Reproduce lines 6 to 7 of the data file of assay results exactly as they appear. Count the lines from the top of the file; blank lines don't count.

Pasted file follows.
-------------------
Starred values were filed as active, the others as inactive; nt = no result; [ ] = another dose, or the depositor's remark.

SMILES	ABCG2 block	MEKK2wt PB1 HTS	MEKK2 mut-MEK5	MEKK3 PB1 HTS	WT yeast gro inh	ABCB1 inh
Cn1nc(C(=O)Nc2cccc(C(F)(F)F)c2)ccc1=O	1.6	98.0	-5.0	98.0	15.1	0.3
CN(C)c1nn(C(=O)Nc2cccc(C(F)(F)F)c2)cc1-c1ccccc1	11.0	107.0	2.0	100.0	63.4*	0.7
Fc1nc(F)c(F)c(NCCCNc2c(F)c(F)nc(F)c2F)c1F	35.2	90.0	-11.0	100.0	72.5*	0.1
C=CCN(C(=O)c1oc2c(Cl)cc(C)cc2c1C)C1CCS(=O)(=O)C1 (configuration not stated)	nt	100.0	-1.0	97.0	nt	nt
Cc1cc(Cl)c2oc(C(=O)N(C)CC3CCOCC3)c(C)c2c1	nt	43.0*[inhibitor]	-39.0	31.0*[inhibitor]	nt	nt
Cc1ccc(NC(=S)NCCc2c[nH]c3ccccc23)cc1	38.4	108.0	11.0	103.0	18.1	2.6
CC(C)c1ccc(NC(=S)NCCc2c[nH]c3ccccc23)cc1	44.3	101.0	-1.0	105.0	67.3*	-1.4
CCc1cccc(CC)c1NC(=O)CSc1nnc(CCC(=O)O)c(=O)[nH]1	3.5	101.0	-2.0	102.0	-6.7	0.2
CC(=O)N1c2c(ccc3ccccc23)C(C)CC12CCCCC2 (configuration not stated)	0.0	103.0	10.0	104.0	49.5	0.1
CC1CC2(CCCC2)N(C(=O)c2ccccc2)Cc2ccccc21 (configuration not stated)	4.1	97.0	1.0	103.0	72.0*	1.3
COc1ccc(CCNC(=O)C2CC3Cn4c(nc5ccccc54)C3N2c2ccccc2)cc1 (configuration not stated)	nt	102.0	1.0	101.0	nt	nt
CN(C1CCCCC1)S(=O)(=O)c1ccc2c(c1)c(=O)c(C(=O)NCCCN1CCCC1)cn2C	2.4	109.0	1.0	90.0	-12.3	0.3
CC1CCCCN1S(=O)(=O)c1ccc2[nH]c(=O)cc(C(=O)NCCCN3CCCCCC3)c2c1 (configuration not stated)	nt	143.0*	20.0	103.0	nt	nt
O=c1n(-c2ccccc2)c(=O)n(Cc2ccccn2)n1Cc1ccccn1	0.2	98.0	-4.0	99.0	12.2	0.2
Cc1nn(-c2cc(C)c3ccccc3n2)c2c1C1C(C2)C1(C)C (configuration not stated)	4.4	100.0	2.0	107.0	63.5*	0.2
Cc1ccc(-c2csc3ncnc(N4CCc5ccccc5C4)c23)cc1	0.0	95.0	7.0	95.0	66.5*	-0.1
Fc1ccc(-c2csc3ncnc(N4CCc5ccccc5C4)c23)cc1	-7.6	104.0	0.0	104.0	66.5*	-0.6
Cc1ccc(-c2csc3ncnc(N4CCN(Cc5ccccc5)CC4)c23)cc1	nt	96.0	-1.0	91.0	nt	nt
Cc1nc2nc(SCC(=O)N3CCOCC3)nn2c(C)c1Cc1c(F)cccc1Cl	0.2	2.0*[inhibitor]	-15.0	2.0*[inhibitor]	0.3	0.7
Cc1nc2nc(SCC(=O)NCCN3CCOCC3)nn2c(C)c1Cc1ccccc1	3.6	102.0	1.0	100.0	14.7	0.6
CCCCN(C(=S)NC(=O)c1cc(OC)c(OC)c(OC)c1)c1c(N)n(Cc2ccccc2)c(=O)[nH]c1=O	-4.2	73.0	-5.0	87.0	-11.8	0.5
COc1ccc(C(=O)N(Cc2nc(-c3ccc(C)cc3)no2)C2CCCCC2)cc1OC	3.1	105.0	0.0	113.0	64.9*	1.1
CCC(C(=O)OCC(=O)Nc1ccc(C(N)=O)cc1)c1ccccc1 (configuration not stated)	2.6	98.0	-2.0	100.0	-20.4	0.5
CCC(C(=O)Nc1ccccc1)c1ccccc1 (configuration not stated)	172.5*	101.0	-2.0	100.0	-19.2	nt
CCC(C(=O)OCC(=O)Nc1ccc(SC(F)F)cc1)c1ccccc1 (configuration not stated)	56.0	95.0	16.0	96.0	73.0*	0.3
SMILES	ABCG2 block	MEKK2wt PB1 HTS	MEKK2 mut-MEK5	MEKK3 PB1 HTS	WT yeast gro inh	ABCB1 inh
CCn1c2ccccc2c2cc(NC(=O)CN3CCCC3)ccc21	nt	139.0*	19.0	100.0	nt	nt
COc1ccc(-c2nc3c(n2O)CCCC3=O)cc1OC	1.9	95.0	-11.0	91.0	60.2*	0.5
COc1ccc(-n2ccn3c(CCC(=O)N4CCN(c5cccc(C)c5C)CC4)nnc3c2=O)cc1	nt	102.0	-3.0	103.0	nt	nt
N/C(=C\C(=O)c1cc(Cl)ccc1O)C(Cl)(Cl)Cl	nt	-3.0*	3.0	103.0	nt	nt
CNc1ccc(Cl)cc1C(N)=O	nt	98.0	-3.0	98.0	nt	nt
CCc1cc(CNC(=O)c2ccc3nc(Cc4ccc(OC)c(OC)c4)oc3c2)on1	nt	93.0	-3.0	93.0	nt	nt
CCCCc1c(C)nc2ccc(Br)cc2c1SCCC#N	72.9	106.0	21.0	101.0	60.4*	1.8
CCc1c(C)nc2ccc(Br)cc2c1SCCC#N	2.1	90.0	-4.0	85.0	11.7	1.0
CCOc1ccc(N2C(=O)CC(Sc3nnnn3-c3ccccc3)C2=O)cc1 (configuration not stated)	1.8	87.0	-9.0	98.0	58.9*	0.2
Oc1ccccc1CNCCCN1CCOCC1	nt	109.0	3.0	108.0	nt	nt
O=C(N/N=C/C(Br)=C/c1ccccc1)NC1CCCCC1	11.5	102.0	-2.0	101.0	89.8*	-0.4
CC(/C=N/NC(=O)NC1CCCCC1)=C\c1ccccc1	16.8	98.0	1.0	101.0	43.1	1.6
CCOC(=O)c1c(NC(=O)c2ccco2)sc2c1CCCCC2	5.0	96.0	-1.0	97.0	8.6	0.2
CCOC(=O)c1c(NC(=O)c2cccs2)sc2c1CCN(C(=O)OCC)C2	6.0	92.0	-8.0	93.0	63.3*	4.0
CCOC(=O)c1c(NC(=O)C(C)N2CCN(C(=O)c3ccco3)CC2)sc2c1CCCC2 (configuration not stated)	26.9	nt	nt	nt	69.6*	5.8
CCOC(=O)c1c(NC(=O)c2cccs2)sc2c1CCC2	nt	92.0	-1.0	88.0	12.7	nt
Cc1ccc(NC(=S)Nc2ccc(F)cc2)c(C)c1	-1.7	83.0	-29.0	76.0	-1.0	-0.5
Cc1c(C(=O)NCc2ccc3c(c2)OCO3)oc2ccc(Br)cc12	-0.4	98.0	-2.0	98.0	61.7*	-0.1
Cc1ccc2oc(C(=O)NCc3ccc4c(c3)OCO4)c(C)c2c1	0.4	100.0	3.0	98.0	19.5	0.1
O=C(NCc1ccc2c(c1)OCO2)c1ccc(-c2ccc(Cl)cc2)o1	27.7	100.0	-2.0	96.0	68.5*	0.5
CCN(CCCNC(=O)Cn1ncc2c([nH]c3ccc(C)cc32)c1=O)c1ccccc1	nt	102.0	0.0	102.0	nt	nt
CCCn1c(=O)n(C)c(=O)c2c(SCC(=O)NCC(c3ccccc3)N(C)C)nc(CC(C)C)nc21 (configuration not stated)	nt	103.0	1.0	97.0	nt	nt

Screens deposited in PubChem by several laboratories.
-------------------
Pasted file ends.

C=CCN(C(=O)c1oc2c(Cl)cc(C)cc2c1C)C1CCS(=O)(=O)C1 (configuration not stated)	nt	100.0	-1.0	97.0	nt	nt
Cc1cc(Cl)c2oc(C(=O)N(C)CC3CCOCC3)c(C)c2c1	nt	43.0*[inhibitor]	-39.0	31.0*[inhibitor]	nt	nt